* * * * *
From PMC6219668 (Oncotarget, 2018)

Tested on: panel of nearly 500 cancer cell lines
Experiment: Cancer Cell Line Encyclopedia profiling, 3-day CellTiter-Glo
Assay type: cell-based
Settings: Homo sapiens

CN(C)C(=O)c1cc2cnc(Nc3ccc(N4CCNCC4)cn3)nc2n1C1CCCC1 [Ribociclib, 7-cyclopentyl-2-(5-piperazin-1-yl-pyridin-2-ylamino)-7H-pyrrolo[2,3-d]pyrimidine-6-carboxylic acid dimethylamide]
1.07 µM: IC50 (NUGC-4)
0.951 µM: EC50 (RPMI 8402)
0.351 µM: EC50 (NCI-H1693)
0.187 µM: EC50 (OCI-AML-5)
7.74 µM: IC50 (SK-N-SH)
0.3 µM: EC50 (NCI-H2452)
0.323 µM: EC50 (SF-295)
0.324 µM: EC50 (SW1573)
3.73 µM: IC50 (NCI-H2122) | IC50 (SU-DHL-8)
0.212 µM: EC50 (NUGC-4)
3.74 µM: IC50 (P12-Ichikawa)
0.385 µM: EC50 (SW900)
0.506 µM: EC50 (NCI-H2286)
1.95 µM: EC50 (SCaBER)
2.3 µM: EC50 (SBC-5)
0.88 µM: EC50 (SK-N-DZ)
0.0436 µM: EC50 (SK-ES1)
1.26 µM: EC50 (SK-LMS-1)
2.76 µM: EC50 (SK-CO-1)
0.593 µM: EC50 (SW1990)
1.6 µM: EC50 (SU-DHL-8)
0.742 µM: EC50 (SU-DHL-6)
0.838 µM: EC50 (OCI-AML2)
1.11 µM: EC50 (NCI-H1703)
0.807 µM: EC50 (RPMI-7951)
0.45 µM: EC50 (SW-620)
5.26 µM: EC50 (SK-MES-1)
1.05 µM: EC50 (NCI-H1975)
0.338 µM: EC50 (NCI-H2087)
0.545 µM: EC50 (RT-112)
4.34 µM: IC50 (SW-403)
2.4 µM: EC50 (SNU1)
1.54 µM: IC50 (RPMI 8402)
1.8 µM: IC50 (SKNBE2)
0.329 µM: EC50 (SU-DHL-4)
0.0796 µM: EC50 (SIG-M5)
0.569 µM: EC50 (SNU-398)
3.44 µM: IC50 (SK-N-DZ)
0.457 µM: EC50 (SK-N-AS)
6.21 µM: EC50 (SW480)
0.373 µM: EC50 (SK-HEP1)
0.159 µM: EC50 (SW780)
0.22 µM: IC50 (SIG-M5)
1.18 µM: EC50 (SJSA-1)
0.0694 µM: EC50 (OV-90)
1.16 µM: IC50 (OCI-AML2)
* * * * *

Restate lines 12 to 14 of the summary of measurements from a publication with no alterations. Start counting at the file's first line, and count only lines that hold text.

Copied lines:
0.3 µM: EC50 (NCI-H2452)
0.323 µM: EC50 (SF-295)
0.324 µM: EC50 (SW1573)